This match is also available on the 1992 Battle of the WWF Superstars tape, reviewed elsewhere in this book, and for 1992, it’s just about the absolute definition of an all-star tag team match. To clarify, Hogan and Justice are squaring off in a grudge match in the main event of WrestleMania VIII stemming from Justice turning his back on Hogan during a Saturday Night’s Main Event tag team match in February against Flair and The Undertaker. Hogan also has a long term history with Flair, who cost him the WWF title in his defence against The Undertaker back at Survivor Series the previous November. Flair meanwhile has been feuding with Piper ever since he arrived in the promotion in September 1991. And if all of that wasn’t enough, Hogan and Piper are old enemies dating back to 1984, whilst less than a year earlier, Flair and Justice were Four Horsemen stablemates over in WCW, although that continuity obviously isn’t referenced here. In fact, the only guys in this match without prior would be Justice and Piper, so I figure their issue can be about who can lay claim to the best type of insanity – Justice is clearly going mental, eventually to be renamed ‘Sycho’ Sid (you can tell he’s bonkers because he doesn’t even spell ‘psycho’ correctly), whilst Piper is your crazy, off-his-tits kind of insane. That said, there’s a part of me that wishes there had been some more WrestleMania synergy here with Randy Savage in Piper’s place for a one-off Mega Powers reunion, but I guess Savage was still busy dealing with Jake Roberts on the house show circuit at this point. Actually, this is probably exactly the kind of match you would have seen on an episode of Raw or a No Way Out pay-per-view leading up to a WrestleMania card in the 2000s. I’m kind of sad about the lack of continuity on the part of Piper and Hogan. Back in 1987 they had a match together as a team at Madison Square Garden against Paul Orndorff and Harley Race in which Hogan had been selected as Piper’s partner by a fan. It was clear the two still didn’t trust each other, slapping each other on tags and generally refusing to communicate, yet fighting side-by-side for the common cause of beating the hell out of the Heenan Family. It was absolutely glorious, but I guess enough water has passed under the bridge since then for them to just revel in being best buds here. Not that it isn’t all in good fun of course, just like it was all in good fun on the March 23rd, 1992 card from Madison Square Garden, where these four ran through the exact same match, move-for-move, spot-for-spot, segment-for-segment, with the same finish to boot, that being Hogan pinning Flair with a clothesline. Ric Flair, the World Wrestling Federation heavyweight champion, pinned cleanly in the middle of the ring with a clothesline. What is this, the Survivor Series? Best part of the match – Sid jumping off the middle turnbuckles for a double axe handle on Piper and not snapping his leg clean in half. Worst part of the match – the segment in which Justice lazily gets the heat on a disinterested Hogan. In fact, all of their exchanges together in this match pretty much sucked, and yet they were the two guys about to headline WrestleMania VIII. Not that something like that should come as a surprise in the size-obsessed WWF. Most unexpected part of the match – colour commentator Lord Alfred Hayes actually referencing the AWA (though not by name) in talking about seeing a rookie Ric Flair beating the veteran ‘Scrap Iron’ George Gadaski up in Minneapolis. Hayes even managed to cover for Justice whiffing on an axe handle by claiming Hogan ducked to avoid the move (in reality, Hogan had sold the blow before Justice even had the chance to connect.) Believe it or not, Alfred Hayes didn’t always suck as an announcer, and there’s your proof.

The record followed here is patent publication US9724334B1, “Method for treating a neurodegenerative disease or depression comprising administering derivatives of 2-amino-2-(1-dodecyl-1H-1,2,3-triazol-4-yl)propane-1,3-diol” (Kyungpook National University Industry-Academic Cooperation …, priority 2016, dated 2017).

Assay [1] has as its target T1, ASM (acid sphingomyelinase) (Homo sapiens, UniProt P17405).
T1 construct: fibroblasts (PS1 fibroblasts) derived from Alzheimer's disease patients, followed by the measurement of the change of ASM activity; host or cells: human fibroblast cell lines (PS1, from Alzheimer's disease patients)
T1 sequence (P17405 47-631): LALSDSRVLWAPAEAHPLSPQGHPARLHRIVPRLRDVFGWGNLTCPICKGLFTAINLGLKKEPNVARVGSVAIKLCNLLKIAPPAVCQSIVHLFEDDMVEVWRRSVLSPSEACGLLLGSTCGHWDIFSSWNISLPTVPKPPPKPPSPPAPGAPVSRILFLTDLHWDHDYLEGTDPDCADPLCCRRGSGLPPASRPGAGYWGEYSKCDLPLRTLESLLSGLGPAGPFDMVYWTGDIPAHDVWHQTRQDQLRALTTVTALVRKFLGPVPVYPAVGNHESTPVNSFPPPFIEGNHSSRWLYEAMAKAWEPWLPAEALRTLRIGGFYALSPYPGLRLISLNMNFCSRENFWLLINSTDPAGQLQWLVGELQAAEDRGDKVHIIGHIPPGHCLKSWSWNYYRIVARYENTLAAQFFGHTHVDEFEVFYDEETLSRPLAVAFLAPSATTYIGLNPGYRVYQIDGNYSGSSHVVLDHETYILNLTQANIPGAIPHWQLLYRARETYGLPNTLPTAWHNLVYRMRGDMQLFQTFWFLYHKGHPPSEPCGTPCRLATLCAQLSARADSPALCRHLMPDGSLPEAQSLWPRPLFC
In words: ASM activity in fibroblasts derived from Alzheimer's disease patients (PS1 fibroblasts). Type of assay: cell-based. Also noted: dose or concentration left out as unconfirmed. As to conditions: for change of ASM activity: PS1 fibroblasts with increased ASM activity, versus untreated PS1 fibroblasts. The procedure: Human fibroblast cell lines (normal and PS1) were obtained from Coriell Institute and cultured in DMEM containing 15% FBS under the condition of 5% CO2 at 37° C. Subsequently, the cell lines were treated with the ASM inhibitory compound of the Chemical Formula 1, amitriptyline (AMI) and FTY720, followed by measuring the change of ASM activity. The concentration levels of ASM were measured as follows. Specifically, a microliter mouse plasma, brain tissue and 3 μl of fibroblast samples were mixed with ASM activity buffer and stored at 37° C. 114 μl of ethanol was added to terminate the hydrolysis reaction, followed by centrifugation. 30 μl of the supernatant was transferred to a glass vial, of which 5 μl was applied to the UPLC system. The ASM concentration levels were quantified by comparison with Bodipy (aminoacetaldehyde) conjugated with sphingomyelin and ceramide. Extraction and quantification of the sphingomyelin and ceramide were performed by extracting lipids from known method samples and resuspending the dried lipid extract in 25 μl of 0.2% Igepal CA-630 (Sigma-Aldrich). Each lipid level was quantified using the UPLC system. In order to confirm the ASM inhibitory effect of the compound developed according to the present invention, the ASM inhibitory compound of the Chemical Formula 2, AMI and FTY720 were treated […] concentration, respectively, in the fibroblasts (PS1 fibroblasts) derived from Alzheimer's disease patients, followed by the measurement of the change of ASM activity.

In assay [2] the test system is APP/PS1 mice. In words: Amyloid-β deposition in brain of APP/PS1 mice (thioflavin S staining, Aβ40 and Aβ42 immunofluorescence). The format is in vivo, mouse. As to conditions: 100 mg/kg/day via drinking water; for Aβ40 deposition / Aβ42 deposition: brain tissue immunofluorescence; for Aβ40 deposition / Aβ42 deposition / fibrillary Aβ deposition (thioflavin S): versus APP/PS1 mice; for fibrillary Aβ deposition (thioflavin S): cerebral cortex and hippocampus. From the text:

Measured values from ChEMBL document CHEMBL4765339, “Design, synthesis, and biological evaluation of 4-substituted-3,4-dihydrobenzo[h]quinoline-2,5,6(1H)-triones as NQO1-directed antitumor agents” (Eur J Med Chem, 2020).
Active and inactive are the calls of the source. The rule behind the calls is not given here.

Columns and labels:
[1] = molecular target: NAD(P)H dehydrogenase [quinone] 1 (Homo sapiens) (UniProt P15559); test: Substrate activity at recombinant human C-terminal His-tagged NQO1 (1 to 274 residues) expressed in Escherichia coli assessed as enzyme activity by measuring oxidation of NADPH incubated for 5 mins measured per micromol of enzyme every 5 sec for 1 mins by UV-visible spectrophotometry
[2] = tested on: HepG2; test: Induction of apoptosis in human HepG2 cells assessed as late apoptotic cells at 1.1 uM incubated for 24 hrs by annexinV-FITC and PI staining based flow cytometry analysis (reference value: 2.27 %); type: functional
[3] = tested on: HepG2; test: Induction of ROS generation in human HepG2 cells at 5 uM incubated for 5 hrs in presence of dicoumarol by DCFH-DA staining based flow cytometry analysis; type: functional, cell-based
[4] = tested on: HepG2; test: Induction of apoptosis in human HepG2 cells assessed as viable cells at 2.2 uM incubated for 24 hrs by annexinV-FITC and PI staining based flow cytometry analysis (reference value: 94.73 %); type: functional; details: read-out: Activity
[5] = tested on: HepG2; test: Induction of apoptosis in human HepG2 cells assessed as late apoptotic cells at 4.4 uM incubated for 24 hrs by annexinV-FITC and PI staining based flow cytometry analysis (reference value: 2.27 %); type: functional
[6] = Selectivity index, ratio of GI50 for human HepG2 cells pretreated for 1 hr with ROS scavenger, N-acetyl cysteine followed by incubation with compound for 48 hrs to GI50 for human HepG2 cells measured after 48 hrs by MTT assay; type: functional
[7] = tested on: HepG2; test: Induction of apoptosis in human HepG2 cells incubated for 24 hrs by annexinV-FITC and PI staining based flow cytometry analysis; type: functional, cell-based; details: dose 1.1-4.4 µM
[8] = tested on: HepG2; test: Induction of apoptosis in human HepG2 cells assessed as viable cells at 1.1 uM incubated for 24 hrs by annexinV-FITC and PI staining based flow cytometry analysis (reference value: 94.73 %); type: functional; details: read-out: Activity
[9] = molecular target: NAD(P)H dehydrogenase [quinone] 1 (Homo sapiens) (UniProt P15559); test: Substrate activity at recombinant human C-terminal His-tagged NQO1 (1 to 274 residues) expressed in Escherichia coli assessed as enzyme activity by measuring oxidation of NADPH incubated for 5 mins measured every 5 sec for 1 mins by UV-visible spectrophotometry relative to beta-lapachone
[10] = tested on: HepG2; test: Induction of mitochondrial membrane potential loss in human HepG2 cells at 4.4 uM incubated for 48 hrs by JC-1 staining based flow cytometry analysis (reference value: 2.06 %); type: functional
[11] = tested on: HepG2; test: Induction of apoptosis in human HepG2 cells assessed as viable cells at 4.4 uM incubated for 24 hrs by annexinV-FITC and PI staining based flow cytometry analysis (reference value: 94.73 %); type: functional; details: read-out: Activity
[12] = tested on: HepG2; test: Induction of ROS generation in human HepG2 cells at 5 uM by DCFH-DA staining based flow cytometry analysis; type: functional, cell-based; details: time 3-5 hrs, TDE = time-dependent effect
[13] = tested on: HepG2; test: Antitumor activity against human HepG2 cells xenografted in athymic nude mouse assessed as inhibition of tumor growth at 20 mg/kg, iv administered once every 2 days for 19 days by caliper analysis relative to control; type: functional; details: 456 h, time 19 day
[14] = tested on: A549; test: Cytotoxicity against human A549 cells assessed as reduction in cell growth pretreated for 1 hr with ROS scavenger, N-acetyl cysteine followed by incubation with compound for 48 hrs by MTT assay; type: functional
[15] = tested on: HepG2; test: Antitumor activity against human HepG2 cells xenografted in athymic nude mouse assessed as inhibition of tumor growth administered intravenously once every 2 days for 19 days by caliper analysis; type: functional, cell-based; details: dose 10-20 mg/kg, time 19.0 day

Final Rating: **¾
Hulk Hogan (c) vs. Ted DiBiase
Hogan was deep into his standard match formula by this point, but much like the match earlier in the tape with Perfect, how enjoyable it was to watch was largely dependent on the skill of his opponent. Watch Hogan work his usual match with a slug like Kamala or the One Man Gang, guys with limited skill sets, and you’ll be bored to tears. Watch Hogan do his thing with a guy who can actually work and bump around for him, and it’s much more interesting. On top of that, this match has a couple of short cuts to keep things visually stimulating, as Hogan has to keep a watchful eye on the monstrous Zeus at ringside until DiBiase’s rival Jake Roberts arrives with Damien to even the scores. Though, the fact that DiBiase’s bodyguard Virgil bezzed down to ringside and stole Damien a few moments later, with Jake belting back down the aisle after him, made the whole interlude fairly pointless. Eventually, Zeus just jumps into the ring after getting bored of choking Hogan from the outside, and grabs him by the arms. For some reason, that doesn’t constitute a disqualification. Why? Oh, it’s so Hogan can small package DiBiase for the pin after DiBiase has accidentally clotheslined Zeus. Well, of course it is. Not that I advocate disqualification finishes per say, but what did that result achieve that a DQ win wouldn’t have? I suppose unlike the Perfect match, you can take positives from Hogan not kicking out of or breaking DiBiase’s finishing hold, but did a top talent like him really need to be doing a pinfall job on television in this situation? Still, for anyone angry about that, at least Zeus beats the daylights out of Hogan after the match, but man alive is it ever chilling to think about how atrocious a Hogan-Zeus singles match headlining WrestleMania VI would have been. And you know how abominable something has to be for even Vince McMahon to consider it a bad idea. One final puzzling question though – why would President Jack Tunney allow one of the Hebner twins to referee a WWF title match between Hogan and DiBiase given everything that went down just 19-months earlier?
Final Rating: ***
Hulk Hogan vs. Typhoon
This match is so good you can also track it down on Invasion ’92, and I guess you could consider it the final blowoff for Tugboat’s heel turn on Hogan which never quite happened. Upon his arrival in the WWF, Tugboat had been positioned as Hogan’s new best friend in the same vein as Hillbilly Jim and The Honky Tonk Man had (and what wonders the Hogan association did to get those two over as superstar babyfaces) but by the spring of 1991, ‘the Tugster’ still wasn’t over and a heel turn was in the works. Beginning to act noticeably grumpier, Tugboat would eliminate Hogan in a battle royal on Saturday Night’s Main Event in April. Why eliminating Hogan specifically is grounds for a heel turn, I’ve no idea, yet the same thing happened to Sid Justice at Royal Rumble ‘92. With the stage now set, Tugboat finally made the big switch in a six-man tag match, joining up with Earthquake and Jimmy Hart to become the slightly more menacing Typhoon, after turning his back on… The Bushwhackers. What a comedown from a heel turn on Hogan that was. Still, could you imagine SummerSlam ’91 headlined by Hogan defending the WWF title against a heel Tugboat?! Good grief. Instead, you have this, a bog standard Hogan dark match of which a full NINETY seconds of its meagre five-and-a-half-minute duration are taken up by the least energetic bear hug you’ve ever seen. Hogan cleans house with the usual, and if you can’t visualise how that looks then you must be new around these parts.
Final Rating: *
Summary: It’s four Hulk Hogan matches, and three of them are pretty good. It’s tough to argue with a ratio like that. Obviously, with the death of the VHS, it becomes increasingly difficult to track most of this stuff down, though the Hogan-Perfect match can be sourced on both the Hulk Still Rules and the Best of Saturday Night’s Main Event DVD releases. Worth a look if you’re a Hogan fan for some of his lesser-viewed stuff from this era.